At least they did in San Ysidro, Calif., north of Tijuana, where the border fence was hardly worth mentioning. The Mexican kids lived in shacks in crowded Tijuana, their houses perched in dense clusters on hillsides. But at the bottom of the slope, the town ended abruptly, and gave way to the rolling green hills of California. It was a simple matter for kids to slip north, and one day in 1979, a couple of young boys ran onto the American slopes to fly a kite in red and black.
Magnum photographer Alex Webb captured that odd border moment, when some kids' need for open space temporarily overrode international politics. In his picture, "San Ysidro, California, 1979," the kids frolic on the green grass, their sense of liberty palpable. Their kite soars above both nations--high over the houses of Mexico and the hills of California--heading, you hope, for the open atmosphere.
Those kinds of escapes happen far less frequently nowadays, since the "U.S. government has built up the fence into a massive metal wall," as Webb writes in his book Crossings: Photographs From the U.S.-Mexico Border (Monacelli Press, 2003), a sumptuous volume of pictures he took over a 26-year period, from 1975 to 2001. A major show of the pictures, organized by the Museum of Contemporary Art San Diego, is making its way around the country, a prelude to a European tour, but a small sampling is now on view at Tucson's Etherton Gallery.
"I've noticed big changes in the border over the years," the peripatetic Webb said by phone recently from his Brooklyn home, where he had alighted after a trip to the northern countries of South America for a French magazine.
"What happens near the fence is different. When I started working on the border, on up through 1995, it was pretty easy to cross, through Tijuana, San Ysidro, Juarez. In Tijuana, huge numbers of people would gather on the border and rush through during the shift changes of the Border Patrol."
The border winds its way across the North American terrain for 1,952 miles, from the Pacific coast of California, clear past Arizona and New Mexico, and on to Texas, where it ends at the Gulf of Mexico. Returning intermittently to the border over more than two decades--in between trips to Istanbul, the Amazon, Florida, and wartorn Haiti, Uganda and Bosnia--Webb pointed his Leica at points all along the frontera, including the Arizona border towns of Nogales, Naco and Agua Prieta.
Vendors used to sell tacos along the line to prospective migrants, Webb said, and in some towns, Mexicans would actually get their mail on the American side. "For years, there was a kind of casualness that's disappeared. Around '95, the effort to beef up border security began."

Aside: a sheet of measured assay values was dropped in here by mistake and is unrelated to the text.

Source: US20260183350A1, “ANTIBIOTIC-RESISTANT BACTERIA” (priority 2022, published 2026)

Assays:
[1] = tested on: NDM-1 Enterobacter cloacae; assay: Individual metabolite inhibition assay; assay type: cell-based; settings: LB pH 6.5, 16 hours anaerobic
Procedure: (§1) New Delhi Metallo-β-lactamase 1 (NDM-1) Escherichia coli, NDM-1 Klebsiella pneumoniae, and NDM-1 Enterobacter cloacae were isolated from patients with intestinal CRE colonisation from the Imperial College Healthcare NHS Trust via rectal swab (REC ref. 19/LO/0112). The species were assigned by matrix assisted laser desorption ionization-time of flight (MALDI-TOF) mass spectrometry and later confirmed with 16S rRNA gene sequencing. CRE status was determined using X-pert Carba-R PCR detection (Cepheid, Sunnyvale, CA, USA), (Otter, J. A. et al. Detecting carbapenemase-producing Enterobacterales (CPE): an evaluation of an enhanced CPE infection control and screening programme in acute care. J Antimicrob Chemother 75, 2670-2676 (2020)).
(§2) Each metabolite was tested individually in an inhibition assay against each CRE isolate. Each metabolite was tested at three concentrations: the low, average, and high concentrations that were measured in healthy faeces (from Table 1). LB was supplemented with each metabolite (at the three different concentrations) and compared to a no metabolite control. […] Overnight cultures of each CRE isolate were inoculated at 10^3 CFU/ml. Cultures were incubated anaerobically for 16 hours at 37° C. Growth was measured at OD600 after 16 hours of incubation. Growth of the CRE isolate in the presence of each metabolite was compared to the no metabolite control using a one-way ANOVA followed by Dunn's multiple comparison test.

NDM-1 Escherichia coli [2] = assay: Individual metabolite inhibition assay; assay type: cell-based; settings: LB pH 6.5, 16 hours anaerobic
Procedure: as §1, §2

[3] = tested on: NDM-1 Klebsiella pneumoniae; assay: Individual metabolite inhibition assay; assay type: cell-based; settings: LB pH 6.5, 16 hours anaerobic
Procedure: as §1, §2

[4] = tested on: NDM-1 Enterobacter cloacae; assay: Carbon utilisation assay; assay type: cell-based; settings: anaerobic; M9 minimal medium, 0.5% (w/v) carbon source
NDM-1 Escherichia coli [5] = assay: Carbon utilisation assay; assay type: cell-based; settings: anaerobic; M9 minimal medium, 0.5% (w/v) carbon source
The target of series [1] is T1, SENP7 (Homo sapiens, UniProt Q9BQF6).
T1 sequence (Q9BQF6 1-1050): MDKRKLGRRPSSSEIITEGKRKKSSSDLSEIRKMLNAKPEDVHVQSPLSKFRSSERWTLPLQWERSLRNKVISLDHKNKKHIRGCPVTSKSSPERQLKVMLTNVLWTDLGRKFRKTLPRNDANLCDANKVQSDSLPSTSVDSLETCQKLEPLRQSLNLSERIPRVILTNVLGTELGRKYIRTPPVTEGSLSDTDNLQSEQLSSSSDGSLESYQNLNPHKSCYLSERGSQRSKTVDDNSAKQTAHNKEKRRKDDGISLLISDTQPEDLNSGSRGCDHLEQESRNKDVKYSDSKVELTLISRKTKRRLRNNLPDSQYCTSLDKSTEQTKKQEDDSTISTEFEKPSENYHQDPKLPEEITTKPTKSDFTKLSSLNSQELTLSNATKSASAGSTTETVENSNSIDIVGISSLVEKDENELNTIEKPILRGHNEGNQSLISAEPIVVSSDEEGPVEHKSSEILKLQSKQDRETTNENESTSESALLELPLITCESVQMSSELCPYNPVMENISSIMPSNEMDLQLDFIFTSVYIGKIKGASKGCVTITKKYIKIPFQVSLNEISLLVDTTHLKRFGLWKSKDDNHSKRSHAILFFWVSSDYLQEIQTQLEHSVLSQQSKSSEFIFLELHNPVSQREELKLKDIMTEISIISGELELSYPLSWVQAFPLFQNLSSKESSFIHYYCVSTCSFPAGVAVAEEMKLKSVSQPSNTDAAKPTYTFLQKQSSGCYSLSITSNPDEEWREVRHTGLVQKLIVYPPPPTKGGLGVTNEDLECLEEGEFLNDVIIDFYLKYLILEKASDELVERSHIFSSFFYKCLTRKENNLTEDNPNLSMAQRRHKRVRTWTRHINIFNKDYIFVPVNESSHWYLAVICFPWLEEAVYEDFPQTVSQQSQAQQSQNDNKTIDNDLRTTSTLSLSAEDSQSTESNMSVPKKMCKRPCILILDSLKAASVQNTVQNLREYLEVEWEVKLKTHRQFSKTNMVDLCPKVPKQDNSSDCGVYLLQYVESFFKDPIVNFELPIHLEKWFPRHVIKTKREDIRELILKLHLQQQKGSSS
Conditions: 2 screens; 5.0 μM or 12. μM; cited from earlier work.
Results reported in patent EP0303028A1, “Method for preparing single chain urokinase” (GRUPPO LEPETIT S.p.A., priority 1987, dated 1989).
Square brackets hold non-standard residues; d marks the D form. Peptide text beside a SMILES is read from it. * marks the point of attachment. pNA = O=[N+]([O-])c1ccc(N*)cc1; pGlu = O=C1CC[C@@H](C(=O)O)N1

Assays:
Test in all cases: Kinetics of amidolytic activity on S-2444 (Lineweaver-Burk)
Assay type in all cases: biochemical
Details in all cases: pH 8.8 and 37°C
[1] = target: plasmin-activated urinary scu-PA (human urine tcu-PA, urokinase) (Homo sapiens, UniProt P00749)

Webb's pictures record some of those changes. A photo taken in Tijuana in 1992 shows a long line of men on the Mexican side, awaiting that serendipitous border patrol shift change. They stand patiently on a low concrete wall, looking north, ready to dash at the right moment al otro lado, to the other side. But this casual wink-wink arrangement came to a halt when the feds cracked down on illegal immigration in the mid-'90s, sealing off the borders in the big cities and forcing migrants into far more dangerous desert treks.
Harsh corrugated metal fences went up, slicing through towns like Nogales, El Paso and San Diego. Once the metal swathes were used as military landing flats in the Vietnam and Persian Gulf wars; now they split twin border cities in two. Webb's images switch from the shadowy cat-and-mouse games of earlier years to glimpses of the forbidding border metal. A 1995 picture from Tijuana shows the metal barrier planted on the Pacific beach, stretching way out to sea, the better to discourage enterprising swimmers.
One of the last photos in the project, "Agua Prieta, Sonora/Douglas, Arizona, 2001," shows migrants stealthily trying to cross into Arizona. When it was taken in 2001, Agua Prieta was still the hot crossing. In the picture, the migrants crouch as they make their way past some wooden fence posts, trying to slip under the Border Patrol's radar.
For all his attention to the tragedies of the border, where the poorest of the Earth's poor come up against the military hardware of the Earth's mightiest nation, Webb's pictures are never purely photojournalistic.
"I'm a street photographer who deals with social issues, not a journalist," Webb said. He doesn't normally travel with the media pack. He wouldn't have turned up, he said, in Tombstone this month to record the sudden influx of vigilantes to the Wild West town, where photographers and reporters seemed to outnumber the self-styled Minutemen.
"An awful lot of what I do is wandering ... letting the experience lead you where it will. I have a deep faith that something will work out."
Like Henri Cartier-Bresson, his Magnum predecessor, Webb has a gift for capturing the "decisive moment." His work is fraught with elusive narratives, and quirky but impossibly apt images, like those kids innocently raising a kite aloft at a contested border.
In "Boquillas, Coahuila, 1979," a boy flings himself at an adobe school in a sleepy Mexican town, but he seems weightless, ready to soar and fly away. A prostitute intently reads a book outside a neon-lit club, as she awaits her next customer, in "Nuevo Laredo, Tamaulipas, 1978." A street sweeper bends to his task in front of an improbable painted Titanic on a wall, evidently chugging to its doom ("Agua Prieta, Sonora, 2001").
"He's such a brilliant photographer," said Terry Etherton, proprietor of Etherton Gallery. "His pictures have a tremendous amount of detail, and he puts it together with color. They work on a formal level but they also have social commentary."